The Alley cat is special ladder truck that is in service at the Copenhagen and Stockholm fire departments. This device is used in some areas which cannot handle the weight of a traditional turntable ladder. This Bob-cat, or alley-cat (as referred to by our friends from Europe), is therefore an excellent alternative. This particular unit is stored on a tilt-deck and unloaded as close to the fire as possible since the maximum speed is roughly 6 miles per hour (~10 kilometers/hour). An interesting feature is that the device can move with the ladder raised to 50 degrees, making it more maneuverable. This motorized aerial device can reach 65 feet (20 meters) in the air.
Today's walk-around features Matt J. and his fantastic Seagrave Lo-Pro! What sets this rig apart from other rigs are the many details including the fully pre-piped waterway, the K-12 box, the company shield design, the tribute to 9/11, the Seagrave logo, and the electrical tape for hose, amongst other details.
About FDLC Truck Co. 57
Liberty County's Truck Co. 57 operates this 2007 Seagrave Lo-Pro. It is equipped with a 100' rear mounted aerial with a pre piped waterway. Truck 57 is housed along with Engine 57 at Station 57 in Arcola, NJ.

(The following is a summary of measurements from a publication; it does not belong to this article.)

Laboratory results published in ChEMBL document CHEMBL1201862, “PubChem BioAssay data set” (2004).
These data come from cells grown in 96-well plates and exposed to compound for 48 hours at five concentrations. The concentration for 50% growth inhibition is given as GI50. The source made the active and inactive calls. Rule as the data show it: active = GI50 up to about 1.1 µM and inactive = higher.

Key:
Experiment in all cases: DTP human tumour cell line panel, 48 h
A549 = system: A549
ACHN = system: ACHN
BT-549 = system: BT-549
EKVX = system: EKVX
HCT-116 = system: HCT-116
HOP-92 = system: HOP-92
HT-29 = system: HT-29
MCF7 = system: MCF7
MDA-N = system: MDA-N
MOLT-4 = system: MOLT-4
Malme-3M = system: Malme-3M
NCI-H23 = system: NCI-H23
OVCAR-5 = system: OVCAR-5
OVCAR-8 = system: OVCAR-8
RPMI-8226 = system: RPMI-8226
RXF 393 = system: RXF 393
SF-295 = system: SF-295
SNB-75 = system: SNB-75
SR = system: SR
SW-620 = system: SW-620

For today's walk-around, we have the privilege of having a close-up view of Sven's replica of FDNY's TSU 1. This model contains many of the features the real rig has which includes a 4x4 chassis, a working crane, and the life boat.
About FDNY TSU 1: FDNY operates two Tactical Support Units (TSU). TSU 1 is housed at Special Operations Command while TSU 2 is housed with Engine 160, Rescue 5, and Division 8 on Staten Island. Both rigs are twins and are built on a 4x4 International 7500 chassis with Seagrave bodywork. An Auto Crane on the officer's side of the body helps lift the six-person Avon boat and heavy equipment from the top of the body. The apparatus also carries generators, special chainsaws for underwater use, powerful electric generators, portable pontoon boats, a telescoping light tower, and night-vision goggles.
We're back baby! During our short three-month hiatus, plenty of awesome MOCs were posted across the various social media platforms, and we are trying our best to gather some of the best rigs and give them the recognition they deserve! If you know of some rigs that should be featured on this page, hit us up on the comments below, or the contact form!
To kick things off, we have a pair of Ocean Brick's blue rigs. Even though each rig serves a different community, they pretty much have the same color scheme. While one is a newer piece, the other is a true classic. Blue fire trucks are definitely a unique commodity in the LFC! Well done!